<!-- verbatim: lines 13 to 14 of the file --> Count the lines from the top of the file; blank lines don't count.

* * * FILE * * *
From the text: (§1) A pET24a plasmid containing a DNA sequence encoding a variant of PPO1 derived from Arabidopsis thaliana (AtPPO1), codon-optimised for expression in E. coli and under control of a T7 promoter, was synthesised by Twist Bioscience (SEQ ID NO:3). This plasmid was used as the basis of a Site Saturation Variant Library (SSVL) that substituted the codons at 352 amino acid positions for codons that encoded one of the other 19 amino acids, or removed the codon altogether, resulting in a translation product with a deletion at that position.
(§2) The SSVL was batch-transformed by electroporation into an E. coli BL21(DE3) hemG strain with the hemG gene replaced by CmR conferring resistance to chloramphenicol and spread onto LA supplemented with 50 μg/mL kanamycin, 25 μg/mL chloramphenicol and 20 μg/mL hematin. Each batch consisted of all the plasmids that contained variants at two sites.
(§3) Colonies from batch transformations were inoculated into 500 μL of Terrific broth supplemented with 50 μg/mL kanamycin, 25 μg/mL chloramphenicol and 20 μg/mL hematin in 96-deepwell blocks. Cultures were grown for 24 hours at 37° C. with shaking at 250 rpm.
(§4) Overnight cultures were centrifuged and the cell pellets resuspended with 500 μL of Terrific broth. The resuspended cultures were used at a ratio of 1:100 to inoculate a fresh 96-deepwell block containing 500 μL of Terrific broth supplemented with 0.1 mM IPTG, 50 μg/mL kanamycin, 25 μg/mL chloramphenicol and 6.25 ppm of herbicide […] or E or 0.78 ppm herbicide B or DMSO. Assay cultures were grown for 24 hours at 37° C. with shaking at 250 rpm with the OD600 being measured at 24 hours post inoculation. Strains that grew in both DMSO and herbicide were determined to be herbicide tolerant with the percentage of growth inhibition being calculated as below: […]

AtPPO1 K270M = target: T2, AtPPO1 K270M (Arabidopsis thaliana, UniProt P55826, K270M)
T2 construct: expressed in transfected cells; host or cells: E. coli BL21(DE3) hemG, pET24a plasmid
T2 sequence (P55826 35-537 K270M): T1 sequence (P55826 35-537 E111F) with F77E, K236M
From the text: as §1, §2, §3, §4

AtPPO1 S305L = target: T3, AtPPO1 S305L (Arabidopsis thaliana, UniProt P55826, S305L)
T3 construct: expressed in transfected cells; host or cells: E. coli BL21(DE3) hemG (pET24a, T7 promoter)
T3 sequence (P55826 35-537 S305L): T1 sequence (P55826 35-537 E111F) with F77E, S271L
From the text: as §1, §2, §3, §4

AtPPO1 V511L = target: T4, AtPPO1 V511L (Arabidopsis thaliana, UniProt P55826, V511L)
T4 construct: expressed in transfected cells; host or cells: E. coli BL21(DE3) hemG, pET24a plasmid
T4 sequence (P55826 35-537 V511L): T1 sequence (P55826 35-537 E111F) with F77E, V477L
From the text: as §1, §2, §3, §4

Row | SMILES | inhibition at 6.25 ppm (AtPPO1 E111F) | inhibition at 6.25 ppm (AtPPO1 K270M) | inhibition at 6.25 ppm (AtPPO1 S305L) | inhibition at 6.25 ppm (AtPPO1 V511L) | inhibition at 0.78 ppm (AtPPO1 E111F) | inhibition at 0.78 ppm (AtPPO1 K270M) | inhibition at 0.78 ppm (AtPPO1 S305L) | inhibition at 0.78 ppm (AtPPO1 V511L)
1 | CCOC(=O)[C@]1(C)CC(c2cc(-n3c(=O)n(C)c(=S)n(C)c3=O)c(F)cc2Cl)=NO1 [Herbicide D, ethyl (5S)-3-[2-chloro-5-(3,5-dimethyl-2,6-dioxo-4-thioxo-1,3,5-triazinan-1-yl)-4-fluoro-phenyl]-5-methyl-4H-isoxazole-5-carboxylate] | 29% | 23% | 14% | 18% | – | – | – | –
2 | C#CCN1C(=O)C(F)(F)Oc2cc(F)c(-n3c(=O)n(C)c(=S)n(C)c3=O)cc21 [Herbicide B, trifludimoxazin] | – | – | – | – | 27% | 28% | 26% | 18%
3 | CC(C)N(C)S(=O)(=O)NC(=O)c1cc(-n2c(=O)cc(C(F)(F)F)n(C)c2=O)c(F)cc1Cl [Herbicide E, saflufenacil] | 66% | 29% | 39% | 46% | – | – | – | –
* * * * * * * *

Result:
AtPPO1 V511L = target: T4, AtPPO1 V511L (Arabidopsis thaliana, UniProt P55826, V511L)
T4 construct: expressed in transfected cells; host or cells: E. coli BL21(DE3) hemG, pET24a plasmid